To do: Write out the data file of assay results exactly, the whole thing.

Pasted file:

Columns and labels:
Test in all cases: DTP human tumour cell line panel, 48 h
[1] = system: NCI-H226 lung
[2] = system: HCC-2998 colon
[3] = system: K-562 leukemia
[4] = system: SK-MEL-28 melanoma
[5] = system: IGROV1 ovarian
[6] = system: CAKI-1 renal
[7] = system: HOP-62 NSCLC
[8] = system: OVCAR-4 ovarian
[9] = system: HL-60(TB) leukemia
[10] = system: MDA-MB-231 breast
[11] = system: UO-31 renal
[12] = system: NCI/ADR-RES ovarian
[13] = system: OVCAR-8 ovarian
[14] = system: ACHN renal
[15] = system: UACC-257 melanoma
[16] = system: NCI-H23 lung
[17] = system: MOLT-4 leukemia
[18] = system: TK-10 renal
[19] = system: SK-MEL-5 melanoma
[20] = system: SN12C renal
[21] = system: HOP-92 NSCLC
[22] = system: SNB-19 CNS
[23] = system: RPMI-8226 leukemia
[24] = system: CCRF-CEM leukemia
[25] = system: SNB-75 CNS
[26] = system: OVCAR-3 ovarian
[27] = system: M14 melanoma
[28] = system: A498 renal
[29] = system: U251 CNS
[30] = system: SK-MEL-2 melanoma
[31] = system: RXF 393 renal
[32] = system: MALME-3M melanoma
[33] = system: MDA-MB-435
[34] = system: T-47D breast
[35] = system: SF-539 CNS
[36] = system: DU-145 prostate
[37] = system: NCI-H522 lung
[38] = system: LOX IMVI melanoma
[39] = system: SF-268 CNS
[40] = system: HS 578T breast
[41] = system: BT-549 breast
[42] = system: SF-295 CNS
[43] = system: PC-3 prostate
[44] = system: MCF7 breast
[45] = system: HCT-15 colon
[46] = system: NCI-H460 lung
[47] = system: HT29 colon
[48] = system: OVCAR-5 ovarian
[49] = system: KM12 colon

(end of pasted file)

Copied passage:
Columns and labels:
Test in all cases: DTP human tumour cell line panel, 48 h
[1] = system: NCI-H226 lung
[2] = system: HCC-2998 colon
[3] = system: K-562 leukemia
[4] = system: SK-MEL-28 melanoma
[5] = system: IGROV1 ovarian
[6] = system: CAKI-1 renal
[7] = system: HOP-62 NSCLC
[8] = system: OVCAR-4 ovarian
[9] = system: HL-60(TB) leukemia
[10] = system: MDA-MB-231 breast
[11] = system: UO-31 renal
[12] = system: NCI/ADR-RES ovarian
[13] = system: OVCAR-8 ovarian
[14] = system: ACHN renal
[15] = system: UACC-257 melanoma
[16] = system: NCI-H23 lung
[17] = system: MOLT-4 leukemia
[18] = system: TK-10 renal
[19] = system: SK-MEL-5 melanoma
[20] = system: SN12C renal
[21] = system: HOP-92 NSCLC
[22] = system: SNB-19 CNS
[23] = system: RPMI-8226 leukemia
[24] = system: CCRF-CEM leukemia
[25] = system: SNB-75 CNS
[26] = system: OVCAR-3 ovarian
[27] = system: M14 melanoma
[28] = system: A498 renal
[29] = system: U251 CNS
[30] = system: SK-MEL-2 melanoma
[31] = system: RXF 393 renal
[32] = system: MALME-3M melanoma
[33] = system: MDA-MB-435
[34] = system: T-47D breast
[35] = system: SF-539 CNS
[36] = system: DU-145 prostate
[37] = system: NCI-H522 lung
[38] = system: LOX IMVI melanoma
[39] = system: SF-268 CNS
[40] = system: HS 578T breast
[41] = system: BT-549 breast
[42] = system: SF-295 CNS
[43] = system: PC-3 prostate
[44] = system: MCF7 breast
[45] = system: HCT-15 colon
[46] = system: NCI-H460 lung
[47] = system: HT29 colon
[48] = system: OVCAR-5 ovarian
[49] = system: KM12 colon